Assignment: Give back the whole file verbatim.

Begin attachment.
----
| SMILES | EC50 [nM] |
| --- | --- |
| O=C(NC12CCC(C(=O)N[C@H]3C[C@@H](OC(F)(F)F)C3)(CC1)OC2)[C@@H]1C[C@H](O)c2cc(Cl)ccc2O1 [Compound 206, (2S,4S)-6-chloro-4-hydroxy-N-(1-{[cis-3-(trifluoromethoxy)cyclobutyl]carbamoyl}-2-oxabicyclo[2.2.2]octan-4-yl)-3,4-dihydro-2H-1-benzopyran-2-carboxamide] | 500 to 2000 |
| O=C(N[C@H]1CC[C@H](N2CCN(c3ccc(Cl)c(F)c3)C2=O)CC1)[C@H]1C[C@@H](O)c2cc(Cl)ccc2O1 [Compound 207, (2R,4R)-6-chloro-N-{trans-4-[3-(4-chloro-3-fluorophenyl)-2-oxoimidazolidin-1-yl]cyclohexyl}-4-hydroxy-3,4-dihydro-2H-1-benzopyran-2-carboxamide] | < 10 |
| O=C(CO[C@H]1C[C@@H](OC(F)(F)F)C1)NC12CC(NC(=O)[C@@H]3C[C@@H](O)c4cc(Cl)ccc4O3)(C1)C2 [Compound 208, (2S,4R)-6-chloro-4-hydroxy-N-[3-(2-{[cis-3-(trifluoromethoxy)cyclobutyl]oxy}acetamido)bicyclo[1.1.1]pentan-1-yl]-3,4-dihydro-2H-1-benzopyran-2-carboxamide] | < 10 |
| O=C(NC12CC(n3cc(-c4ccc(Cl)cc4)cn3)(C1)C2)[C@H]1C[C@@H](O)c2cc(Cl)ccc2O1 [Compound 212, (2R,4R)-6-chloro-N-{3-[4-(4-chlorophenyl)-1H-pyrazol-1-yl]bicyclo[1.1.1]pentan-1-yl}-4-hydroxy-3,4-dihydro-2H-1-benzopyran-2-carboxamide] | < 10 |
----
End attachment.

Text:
| SMILES | EC50 [nM] |
| --- | --- |
| O=C(NC12CCC(C(=O)N[C@H]3C[C@@H](OC(F)(F)F)C3)(CC1)OC2)[C@@H]1C[C@H](O)c2cc(Cl)ccc2O1 [Compound 206, (2S,4S)-6-chloro-4-hydroxy-N-(1-{[cis-3-(trifluoromethoxy)cyclobutyl]carbamoyl}-2-oxabicyclo[2.2.2]octan-4-yl)-3,4-dihydro-2H-1-benzopyran-2-carboxamide] | 500 to 2000 |
| O=C(N[C@H]1CC[C@H](N2CCN(c3ccc(Cl)c(F)c3)C2=O)CC1)[C@H]1C[C@@H](O)c2cc(Cl)ccc2O1 [Compound 207, (2R,4R)-6-chloro-N-{trans-4-[3-(4-chloro-3-fluorophenyl)-2-oxoimidazolidin-1-yl]cyclohexyl}-4-hydroxy-3,4-dihydro-2H-1-benzopyran-2-carboxamide] | < 10 |
| O=C(CO[C@H]1C[C@@H](OC(F)(F)F)C1)NC12CC(NC(=O)[C@@H]3C[C@@H](O)c4cc(Cl)ccc4O3)(C1)C2 [Compound 208, (2S,4R)-6-chloro-4-hydroxy-N-[3-(2-{[cis-3-(trifluoromethoxy)cyclobutyl]oxy}acetamido)bicyclo[1.1.1]pentan-1-yl]-3,4-dihydro-2H-1-benzopyran-2-carboxamide] | < 10 |
| O=C(NC12CC(n3cc(-c4ccc(Cl)cc4)cn3)(C1)C2)[C@H]1C[C@@H](O)c2cc(Cl)ccc2O1 [Compound 212, (2R,4R)-6-chloro-N-{3-[4-(4-chlorophenyl)-1H-pyrazol-1-yl]bicyclo[1.1.1]pentan-1-yl}-4-hydroxy-3,4-dihydro-2H-1-benzopyran-2-carboxamide] | < 10 |